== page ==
COLUMBUS, Ohio (WCMH) – In less than a week, Columbus City Schools students ages 5-11 will be able to get the COVID-19 shot while at school.

Health leaders are hoping this can be an option for parents who haven’t been able to get their children the vaccine yet.

However, if parents want to take advantage of this opportunity, their consent forms need to be turned in by the end of the day Tuesday.

The consent form can be completed online or printed out and handed in in person.

Hundreds of students have already signed up and the district hopes that number rises.

“Five to 11-year-olds are really a critical group of kids we want to make sure get vaccinated,” said Nationwide Children’s Hospital’s Dr. Sara Bode, the district’s medical consultant.

Bode knows some children in the 5-11 age range have already been vaccinated, but hopes school clinics help parents who just haven’t had time to vaccinate their children yet.

“There are some parents that might be working long hours and aren’t able to do that during a time that works for them and their schedule, so we really want to make everyone who wants this has the opportunity to get it for their student and so that’s why we are going from school to school,” Bode said.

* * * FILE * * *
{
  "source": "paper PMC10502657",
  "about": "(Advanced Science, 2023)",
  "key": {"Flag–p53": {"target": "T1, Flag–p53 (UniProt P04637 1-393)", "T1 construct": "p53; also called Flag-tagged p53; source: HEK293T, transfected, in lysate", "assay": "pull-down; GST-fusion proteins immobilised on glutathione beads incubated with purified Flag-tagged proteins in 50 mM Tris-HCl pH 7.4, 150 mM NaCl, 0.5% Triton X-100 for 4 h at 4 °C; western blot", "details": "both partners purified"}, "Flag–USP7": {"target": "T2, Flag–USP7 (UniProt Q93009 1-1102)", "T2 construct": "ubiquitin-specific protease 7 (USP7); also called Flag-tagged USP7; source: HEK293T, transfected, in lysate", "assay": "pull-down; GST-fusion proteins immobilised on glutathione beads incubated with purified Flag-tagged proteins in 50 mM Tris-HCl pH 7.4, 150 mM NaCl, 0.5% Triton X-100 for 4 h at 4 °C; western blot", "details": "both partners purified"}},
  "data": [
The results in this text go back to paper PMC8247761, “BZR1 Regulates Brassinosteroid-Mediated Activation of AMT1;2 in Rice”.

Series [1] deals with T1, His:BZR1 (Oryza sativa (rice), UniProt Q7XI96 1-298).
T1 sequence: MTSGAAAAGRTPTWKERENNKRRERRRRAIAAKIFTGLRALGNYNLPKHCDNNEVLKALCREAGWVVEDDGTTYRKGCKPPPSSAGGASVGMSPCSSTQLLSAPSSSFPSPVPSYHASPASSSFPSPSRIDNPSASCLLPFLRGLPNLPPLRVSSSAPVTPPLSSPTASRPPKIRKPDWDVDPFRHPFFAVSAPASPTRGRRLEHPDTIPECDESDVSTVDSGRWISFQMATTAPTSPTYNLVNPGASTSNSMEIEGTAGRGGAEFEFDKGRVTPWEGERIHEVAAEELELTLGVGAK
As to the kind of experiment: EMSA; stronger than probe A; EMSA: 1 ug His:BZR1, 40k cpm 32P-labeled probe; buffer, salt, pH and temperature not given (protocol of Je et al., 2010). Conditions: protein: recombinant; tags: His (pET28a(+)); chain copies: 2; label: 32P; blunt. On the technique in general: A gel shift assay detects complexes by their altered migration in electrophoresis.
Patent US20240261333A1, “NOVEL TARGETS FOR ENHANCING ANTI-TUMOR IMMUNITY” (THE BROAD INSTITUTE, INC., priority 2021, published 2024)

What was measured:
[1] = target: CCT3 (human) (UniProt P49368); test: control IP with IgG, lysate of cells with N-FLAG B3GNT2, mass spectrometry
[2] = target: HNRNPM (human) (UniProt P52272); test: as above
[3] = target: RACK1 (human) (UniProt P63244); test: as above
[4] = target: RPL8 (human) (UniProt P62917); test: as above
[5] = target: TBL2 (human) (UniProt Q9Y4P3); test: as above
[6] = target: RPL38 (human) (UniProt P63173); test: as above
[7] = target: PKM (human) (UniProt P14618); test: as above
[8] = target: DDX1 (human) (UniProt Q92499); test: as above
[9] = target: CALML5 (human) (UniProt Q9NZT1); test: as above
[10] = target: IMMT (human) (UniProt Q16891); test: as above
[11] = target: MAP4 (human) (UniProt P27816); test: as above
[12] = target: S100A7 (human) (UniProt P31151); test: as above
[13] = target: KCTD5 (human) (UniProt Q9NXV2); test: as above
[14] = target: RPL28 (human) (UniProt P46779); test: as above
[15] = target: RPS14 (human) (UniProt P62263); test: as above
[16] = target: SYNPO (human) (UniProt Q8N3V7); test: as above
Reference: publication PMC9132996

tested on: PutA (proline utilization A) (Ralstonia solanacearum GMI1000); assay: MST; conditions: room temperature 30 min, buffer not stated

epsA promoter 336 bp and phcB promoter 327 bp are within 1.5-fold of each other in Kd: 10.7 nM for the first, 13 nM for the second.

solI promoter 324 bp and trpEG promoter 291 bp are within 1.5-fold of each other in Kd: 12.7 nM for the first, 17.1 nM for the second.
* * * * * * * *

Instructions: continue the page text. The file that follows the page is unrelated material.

The vaccine will be available at every Columbus City school that has students in the 5-11 age group; Bode expects teams to be in more than 80 buildings next week for the clinics.

“It’s going to be an all-hands-on-deck effort to get to all of these locations,” she said.

Columbus Public Health and Nationwide Childrens are working together to make the effort possible. While this is not the first time vaccines have been offered in city schools, it is the first time for this younger age group.

Like other clinics, students will be watched for 15 minutes after the shot before going back to class.

“We really want to make sure we’re offering each parent the chance to get that vaccine in a way that makes sense for them as far as their schedule, and then we will, of course, be coming back around after the holidays for that second dose the first week of January,” Bode said.

So far, Bode said more than 600 students have signed up for next week’s clinics. She hopes that the final number exceeds 1,000.

For a link to the consent form, click here.